With AP Social Newswire, The Associated Press makes a foray into user-generated content
The Associated Press has become the latest news organization to get into the user-generated content game, announcing on Tuesday the launch of a new service called AP Social Newswire.
The new service works with the platform SAM to find, vet and verify content generated by users on social media and elsewhere. AP customers will be able to embed that content into their work. The feed will offer UGC on international and regional coverage as well as trending topics.
The AP has used SAM since 2015, according to the press release, and owns an equity stake in it. Social Newswire is available to AP clients at an additional cost, according to the AP.
“Demand to sift, verify and curate UGC has never been higher," James A. Neufeld, CEO and founder of SAM, said in a press release announcing the new service. "Nearly every newsroom relies heavily on UGC to report on local and international events, yet it remains the most difficult and understaffed part of the newsroom. This collaboration with AP is so much more than collecting social media posts — it’s a real-time feed of status reports as UGC gets verified and cleared."
Reported.ly offered a similar function until closing last this year. Before closing, staffers offered some tips on tools for verification. Storyful, the social news agency owned by News Corp, also helps news organizations find and license user-generated content.
AP Social Media Editor Eric Carvin answered a few questions about the new service via email:
Why is The Associated Press doing this now?
The ability to track down witnesses, and verify the content they're sharing online, is critical to covering breaking news and planned events. As the amount of visual material appearing online continues to grow, it becomes increasingly likely that powerful news imagery can be sourced from a member of the public.
News organizations have limited resources, so any help they can get to discover essential content — and use their own resources elsewhere — is enormously helpful. Also, verification can be a challenge for a news operation without its own reporting resources in the part of the world where a piece of eyewitness media emerged. AP has that expertise, and very high standards, which are central to what the Social Newswire offers.
How do you see customers using this?
I see different uses for different sorts of newsrooms. A very small operation that can't really chase social content itself could rely on the Social Newswire to surface and verify the most essential items, and could create custom embeds on their websites that auto-populate with UGC that AP finds, clears and verifies.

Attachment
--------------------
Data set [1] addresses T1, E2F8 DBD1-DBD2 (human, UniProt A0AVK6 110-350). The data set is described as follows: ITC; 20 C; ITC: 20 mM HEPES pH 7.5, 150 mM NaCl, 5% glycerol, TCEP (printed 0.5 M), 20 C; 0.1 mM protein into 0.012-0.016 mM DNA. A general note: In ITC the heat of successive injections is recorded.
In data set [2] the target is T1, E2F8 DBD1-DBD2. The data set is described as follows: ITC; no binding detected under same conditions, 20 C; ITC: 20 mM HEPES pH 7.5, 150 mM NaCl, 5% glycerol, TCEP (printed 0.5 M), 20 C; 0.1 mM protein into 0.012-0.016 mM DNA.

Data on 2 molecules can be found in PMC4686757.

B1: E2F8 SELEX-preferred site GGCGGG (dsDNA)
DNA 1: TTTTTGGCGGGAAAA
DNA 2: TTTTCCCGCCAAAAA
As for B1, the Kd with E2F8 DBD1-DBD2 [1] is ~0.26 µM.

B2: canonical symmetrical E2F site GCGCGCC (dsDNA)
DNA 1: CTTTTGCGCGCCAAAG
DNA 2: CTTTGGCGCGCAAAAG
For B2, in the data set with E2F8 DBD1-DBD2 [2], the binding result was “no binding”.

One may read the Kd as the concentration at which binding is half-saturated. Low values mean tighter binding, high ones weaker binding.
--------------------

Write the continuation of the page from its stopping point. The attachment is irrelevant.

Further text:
A larger newsroom could use the Newswire for information about verification, backing up their own authentication endeavors. And any customer that's trying to figure out how to allocate its resources could keep track of what we're chasing and confirming, and use their own staff to chase content around other stories.
User-generated content has come into fashion in waves, it seems like. Are journalists getting any smarter with how we find and use it?
Many are, yes. But the signal-to-noise ratio remains problematic, and social newsgathering doesn't always take place efficiently. AP's use of SAM, which provides the technology behind the Social Newswire, has helped us tackle both of those problems. And through that Social Newswire, we hope to bring that benefit to others in the industry.
This will also focus on trending news, right? Is it intended to help customers spot trends, kind of like Facebook's CrowdTangle?
There will be some trend-spotting benefits, particularly if there's emerging social content around a story that's not yet well known. Though it's not going to scale as a trend tool for the web. Here at AP, we turn to another tool — NewsWhip — to give us clues about what's starting to trend.
Any thoughts on how this can work at the local level?
We're expanding our social newsgathering efforts to move beyond the top two or three global stories of the day, and to include anything from anywhere that helps tell a good news story. That means more regional and local content in this new service.
Also, customers of the Social Newswire who choose to get full access to SAM will be able to bring in the social content they find locally, seamlessly integrating it with whatever the AP team has verified. That way, they can essentially take what they find on the Social Newswire and tailor it to their particular market.